Students have to feel emotionally and physically safe in order to learn to their maximum ability.
For a classroom to achieve a superlative level of success, the safety of the students is crucial. The classroom environment has to provide physical and emotional safety for the students so that they will feel comfortable to participate, share ideas and enjoy their learning. Students need the predictability of a safe classroom so that they can come to school every day ready to engage in learning and not worry about what another student might say or do that would be destructive to the classroom setting. They need to know that their teacher will watch out for them and provide a healthy learning environment, and they need to be able to count on that every day. If students do not feel safe, then they will not take the risks needed to be a participant in their own learning, and instead, they will resort to behaviors designed to ensure their own personal safety. Those behaviors would be a detriment, and they wouldn’t be able to maximize their learning.
My classrooms were Constructivist in nature which utilized enormous amounts of collaboration and required discussions, both whole and small group. Teamwork and being able to work with everyone was a staple in the classroom. On any given day, a student could easily work with well over half the class in different small groups that were used to activate the day’s learning. If the environment was not a safe one for the students, then the learning process would grind to a halt. Usually, physical safety was not an issue in the schools where I worked, but in my final year, that element reared its ugly head. If there were safety issues, they tended to be emotional safety concerns more times than not. An alarming trend was that in my final years, emotional safety issues were rising. Frankly, kids were not being kind to one another and did not respect each other the way they should. It is heartbreaking to watch children be mean to one another, and, at times, it severely impacted student learning. Yet, I would not just watch; I took action. One of my die hard ideas when I taught was that everyone would feel safe in the classroom; that would be a given. Changing the culture of a classroom is by no means an easy task. It takes a huge time investment and a sizable amount of energy. However, if that work wasn’t done, and students felt that they were in an unsafe environment, it didn’t matter what I taught or how well I taught it; learning wouldn’t occur as it should.
The reasons as to why kids were not kind to one another was something I tried to figure out, but I just couldn’t get a clear read as to the causes. My students came from good families who, for the most part, had strong values and supported the teacher. That in and of itself doesn’t guarantee a child will behave, but it does help. I have had hours of conversations with students as each class that had these issues spilled their concerns, their apprehensions, and what had happened to them over the years both privately and publicly. It seemed to be different each year. Many times, they were the victims of negative social interactions in their earlier years, and by the time they got to my class in fourth grade, there were impacts they hadn’t fully processed yet. Those impacts were created by events that ranged from kids calling them names, kids socially ganging up on them, kids throwing objects at them, kids physically handling them, excluding them . . . the list goes on. The one thing all the causes had in common was a complete lack of respect and empathy for one another. Given that, at least I could create a plan to teach respectful, empathetic behaviors so that we could, as a class, move forward in order to learn the best we could, and the students would learn how to treat other people. That type of work requires constant monitoring and a willingness to drop everything and have conversations when the need arose. The “drop everything” conversations and subsequent lessons could last a lifetime whereas the math we studied, while important, would not have such a longstanding impact. Thus, we dropped everything multiple times.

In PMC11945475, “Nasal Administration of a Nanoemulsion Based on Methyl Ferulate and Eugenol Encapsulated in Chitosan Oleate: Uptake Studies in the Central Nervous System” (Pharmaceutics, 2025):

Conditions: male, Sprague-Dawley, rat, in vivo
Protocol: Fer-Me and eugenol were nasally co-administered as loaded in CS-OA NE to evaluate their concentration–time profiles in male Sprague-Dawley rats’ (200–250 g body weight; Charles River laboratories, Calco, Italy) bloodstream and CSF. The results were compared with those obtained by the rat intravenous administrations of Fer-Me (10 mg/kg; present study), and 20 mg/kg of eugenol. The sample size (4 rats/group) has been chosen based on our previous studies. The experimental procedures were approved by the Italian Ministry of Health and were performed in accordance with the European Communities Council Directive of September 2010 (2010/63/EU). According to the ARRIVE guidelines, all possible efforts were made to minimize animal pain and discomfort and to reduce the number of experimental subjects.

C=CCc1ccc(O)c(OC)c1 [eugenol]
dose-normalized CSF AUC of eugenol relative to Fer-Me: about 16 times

My classrooms were going to be happy places where children wanted to go so I worked extremely hard to get kids to respect one another, to have empathy for one another, and to build a team that could endure any hardship that came its way. Usually, by the time that I had to deal with the social issues that prevented the classroom environment from being fully safe, enough of the year had gone by that I had a good rapport with the students and the class as a whole. Thus, the students knew that I cared for them, each and every one of them, and the feeling of caring was where all the messages originated. If they knew their teacher cared about them and that the hard conversations we were having were to improve our classroom, they were much more apt to take part in those talks, believe in them, and strive to change.